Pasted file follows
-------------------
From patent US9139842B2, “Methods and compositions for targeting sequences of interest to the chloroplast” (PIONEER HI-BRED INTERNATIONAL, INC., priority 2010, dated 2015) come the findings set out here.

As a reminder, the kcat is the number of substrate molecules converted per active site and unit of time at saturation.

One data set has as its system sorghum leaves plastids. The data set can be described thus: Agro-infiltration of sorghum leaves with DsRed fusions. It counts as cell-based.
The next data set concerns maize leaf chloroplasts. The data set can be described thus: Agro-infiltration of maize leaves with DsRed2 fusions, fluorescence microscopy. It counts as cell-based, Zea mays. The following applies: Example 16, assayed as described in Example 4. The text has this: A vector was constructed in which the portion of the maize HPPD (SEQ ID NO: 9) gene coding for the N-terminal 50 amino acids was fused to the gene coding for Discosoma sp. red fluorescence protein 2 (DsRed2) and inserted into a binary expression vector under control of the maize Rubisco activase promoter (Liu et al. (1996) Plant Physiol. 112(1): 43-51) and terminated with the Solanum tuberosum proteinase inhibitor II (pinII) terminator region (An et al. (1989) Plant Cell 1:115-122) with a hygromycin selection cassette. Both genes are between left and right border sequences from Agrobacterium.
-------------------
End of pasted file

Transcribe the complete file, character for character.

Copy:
From patent US9139842B2, “Methods and compositions for targeting sequences of interest to the chloroplast” (PIONEER HI-BRED INTERNATIONAL, INC., priority 2010, dated 2015) come the findings set out here.

As a reminder, the kcat is the number of substrate molecules converted per active site and unit of time at saturation.

One data set has as its system sorghum leaves plastids. The data set can be described thus: Agro-infiltration of sorghum leaves with DsRed fusions. It counts as cell-based.
The next data set concerns maize leaf chloroplasts. The data set can be described thus: Agro-infiltration of maize leaves with DsRed2 fusions, fluorescence microscopy. It counts as cell-based, Zea mays. The following applies: Example 16, assayed as described in Example 4. The text has this: A vector was constructed in which the portion of the maize HPPD (SEQ ID NO: 9) gene coding for the N-terminal 50 amino acids was fused to the gene coding for Discosoma sp. red fluorescence protein 2 (DsRed2) and inserted into a binary expression vector under control of the maize Rubisco activase promoter (Liu et al. (1996) Plant Physiol. 112(1): 43-51) and terminated with the Solanum tuberosum proteinase inhibitor II (pinII) terminator region (An et al. (1989) Plant Cell 1:115-122) with a hygromycin selection cassette. Both genes are between left and right border sequences from Agrobacterium.